There's so many things about Jack I'll miss. The wild stray pieces of fur that stood straight up on his head. The little tufts of fur on his toes that he refused to let us trim. The way he'd have to push all his food down so it was a completely flat surface before he'd eat it. His own little Snoopy dance when we came home..he'd wiggle and bounce around in a circle then run off to grab a toy or sock and then bounce in circles again. The way he'd bite his upper lip and lower his head when he was embarrassed about something..usually either b/c he farted or b/c he'd just been shaved for the summer. The way he'd sit his back end in the back seat of the car with his front end standing on the hump. The way he'd only put his front half up in your lap on the couch while still standing on the floor. Or how he'd lay just under your feet where ever you were sitting..so he could still get rubbed when you rocked the chair. How you'd throw him a treat and you could hear his teeth clack together..and even if he missed it..he'd still sound like he was gobbling it up or snorting like he really was inhaling it. I'll miss how he couldn't just curl up next to you..he had to be ON you. The sound of his bark and the drool on the outside of my car windows b/c he had his head hanging out the whole trip.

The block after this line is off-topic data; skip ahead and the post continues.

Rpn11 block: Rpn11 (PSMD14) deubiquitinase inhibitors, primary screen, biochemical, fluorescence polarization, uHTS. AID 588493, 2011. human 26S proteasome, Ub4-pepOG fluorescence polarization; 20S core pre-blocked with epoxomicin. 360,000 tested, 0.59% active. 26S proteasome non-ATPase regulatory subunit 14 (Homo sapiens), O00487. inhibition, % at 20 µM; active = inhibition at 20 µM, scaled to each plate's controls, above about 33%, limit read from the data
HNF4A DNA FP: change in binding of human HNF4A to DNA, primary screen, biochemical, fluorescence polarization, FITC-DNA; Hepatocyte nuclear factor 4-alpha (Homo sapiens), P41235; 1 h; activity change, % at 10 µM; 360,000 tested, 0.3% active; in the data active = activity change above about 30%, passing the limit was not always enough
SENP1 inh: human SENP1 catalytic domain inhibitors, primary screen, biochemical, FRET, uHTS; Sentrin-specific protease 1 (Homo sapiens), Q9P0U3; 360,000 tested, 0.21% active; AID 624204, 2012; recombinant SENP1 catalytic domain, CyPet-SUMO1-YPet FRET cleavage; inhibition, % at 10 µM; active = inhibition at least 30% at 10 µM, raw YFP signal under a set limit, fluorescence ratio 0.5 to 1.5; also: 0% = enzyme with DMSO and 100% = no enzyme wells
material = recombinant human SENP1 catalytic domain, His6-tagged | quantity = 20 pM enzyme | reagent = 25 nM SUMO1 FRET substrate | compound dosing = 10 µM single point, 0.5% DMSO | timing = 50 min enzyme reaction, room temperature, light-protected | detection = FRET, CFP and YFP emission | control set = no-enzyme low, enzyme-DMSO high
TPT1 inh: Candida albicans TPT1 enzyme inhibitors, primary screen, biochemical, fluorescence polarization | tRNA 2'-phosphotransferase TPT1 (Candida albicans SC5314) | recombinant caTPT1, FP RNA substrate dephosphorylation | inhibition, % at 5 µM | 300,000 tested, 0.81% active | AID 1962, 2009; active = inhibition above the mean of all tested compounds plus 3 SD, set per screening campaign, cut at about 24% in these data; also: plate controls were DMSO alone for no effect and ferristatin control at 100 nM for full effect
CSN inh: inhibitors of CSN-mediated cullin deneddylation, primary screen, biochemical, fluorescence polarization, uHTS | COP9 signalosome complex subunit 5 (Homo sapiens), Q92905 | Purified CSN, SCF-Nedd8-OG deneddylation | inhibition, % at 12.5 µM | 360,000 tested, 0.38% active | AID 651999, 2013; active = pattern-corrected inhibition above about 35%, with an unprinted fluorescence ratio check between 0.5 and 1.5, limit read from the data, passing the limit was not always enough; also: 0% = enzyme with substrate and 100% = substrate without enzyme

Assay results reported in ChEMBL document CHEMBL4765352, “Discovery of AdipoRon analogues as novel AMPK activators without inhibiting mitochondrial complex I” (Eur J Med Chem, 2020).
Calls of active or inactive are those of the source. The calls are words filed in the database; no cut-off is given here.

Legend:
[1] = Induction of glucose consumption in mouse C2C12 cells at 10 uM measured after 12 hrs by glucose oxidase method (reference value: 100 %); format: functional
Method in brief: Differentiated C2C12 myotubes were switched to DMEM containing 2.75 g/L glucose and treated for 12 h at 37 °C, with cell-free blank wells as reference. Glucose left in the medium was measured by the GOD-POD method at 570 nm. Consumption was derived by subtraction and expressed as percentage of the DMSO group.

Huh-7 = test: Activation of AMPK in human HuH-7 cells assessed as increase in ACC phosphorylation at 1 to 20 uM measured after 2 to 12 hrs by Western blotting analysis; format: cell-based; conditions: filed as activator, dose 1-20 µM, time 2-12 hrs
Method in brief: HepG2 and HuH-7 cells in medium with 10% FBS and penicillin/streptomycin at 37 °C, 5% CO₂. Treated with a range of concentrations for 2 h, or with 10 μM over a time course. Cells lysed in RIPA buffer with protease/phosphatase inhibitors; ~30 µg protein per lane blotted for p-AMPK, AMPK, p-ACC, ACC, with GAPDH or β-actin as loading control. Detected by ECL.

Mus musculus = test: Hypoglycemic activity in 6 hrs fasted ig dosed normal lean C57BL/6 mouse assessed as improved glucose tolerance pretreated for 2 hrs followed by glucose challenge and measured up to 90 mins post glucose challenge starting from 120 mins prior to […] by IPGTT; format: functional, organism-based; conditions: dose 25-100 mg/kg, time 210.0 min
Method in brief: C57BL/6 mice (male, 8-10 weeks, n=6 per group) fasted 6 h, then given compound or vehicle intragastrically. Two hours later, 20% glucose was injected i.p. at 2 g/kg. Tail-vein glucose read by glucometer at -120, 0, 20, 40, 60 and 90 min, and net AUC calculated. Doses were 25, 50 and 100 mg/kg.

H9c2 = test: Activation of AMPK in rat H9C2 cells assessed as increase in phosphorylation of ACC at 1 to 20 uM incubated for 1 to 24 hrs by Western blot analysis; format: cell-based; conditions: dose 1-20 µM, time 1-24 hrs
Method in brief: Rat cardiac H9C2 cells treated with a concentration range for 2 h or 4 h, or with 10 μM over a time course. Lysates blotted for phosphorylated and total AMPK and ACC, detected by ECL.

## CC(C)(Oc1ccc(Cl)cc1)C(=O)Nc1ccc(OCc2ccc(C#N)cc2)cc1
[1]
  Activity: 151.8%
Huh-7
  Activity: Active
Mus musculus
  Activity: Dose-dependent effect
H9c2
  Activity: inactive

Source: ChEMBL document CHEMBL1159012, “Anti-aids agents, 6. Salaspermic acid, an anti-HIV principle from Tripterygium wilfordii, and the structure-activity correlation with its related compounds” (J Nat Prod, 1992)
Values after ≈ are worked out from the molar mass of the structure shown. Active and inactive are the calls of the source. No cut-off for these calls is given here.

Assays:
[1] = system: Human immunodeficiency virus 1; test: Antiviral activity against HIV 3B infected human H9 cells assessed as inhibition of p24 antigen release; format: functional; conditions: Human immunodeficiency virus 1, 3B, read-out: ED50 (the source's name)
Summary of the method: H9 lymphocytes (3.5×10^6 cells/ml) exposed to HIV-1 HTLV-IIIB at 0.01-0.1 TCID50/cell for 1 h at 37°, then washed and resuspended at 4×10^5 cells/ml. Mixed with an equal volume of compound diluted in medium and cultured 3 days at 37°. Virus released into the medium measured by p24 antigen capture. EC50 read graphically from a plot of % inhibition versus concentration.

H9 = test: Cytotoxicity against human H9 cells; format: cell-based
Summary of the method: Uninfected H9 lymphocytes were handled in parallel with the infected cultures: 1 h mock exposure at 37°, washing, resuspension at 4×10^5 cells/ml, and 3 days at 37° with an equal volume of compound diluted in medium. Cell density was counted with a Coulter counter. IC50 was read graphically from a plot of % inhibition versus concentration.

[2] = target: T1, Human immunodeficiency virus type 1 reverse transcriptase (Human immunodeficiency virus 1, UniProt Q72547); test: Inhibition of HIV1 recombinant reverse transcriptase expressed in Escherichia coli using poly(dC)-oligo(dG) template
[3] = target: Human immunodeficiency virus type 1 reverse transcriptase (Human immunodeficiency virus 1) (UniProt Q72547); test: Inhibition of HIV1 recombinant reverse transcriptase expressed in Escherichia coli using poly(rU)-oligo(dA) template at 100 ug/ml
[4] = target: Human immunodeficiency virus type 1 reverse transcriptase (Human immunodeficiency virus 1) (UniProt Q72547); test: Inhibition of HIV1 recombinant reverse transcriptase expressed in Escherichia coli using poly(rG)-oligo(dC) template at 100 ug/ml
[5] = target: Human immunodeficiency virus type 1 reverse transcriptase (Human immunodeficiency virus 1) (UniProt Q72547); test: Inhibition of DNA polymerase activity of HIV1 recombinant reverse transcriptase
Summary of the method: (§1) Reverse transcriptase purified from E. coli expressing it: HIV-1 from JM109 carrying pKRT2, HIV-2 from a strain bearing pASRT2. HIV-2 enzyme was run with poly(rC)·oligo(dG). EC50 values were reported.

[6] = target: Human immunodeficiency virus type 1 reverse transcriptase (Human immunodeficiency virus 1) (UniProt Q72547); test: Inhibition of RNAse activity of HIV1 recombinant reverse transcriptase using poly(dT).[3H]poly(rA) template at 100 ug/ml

I'll also miss the way he smells. Friday before the vet came, I buried my face in his fur and took a gigantic breath so I'd always remember how he smelled. Like people, each animal has their own unique scent..and I want to remember his. He came a long way in the 6 years we had him. He went from being timid, scared of his own shadow and not knowing how to play to being goofy, bouncy, and all smiles. He even had a smile on his face at the end. I'd like to imagine that he went to sleep in Jeff's arms with our voices in his ears telling him how wonderful he was, that we'd see him again one day and that we loved him...then awoke in a huge meadow under a shade tree by a babbling brook where he'll play with other dogs under the sun and wait for Jeff and I to come get him. I truly don't know how long it'll take me to get over this, but I'll always think of him when I have french fries or am making a peanut butter sandwich. I know he's better now and happy. I just wish I felt the same.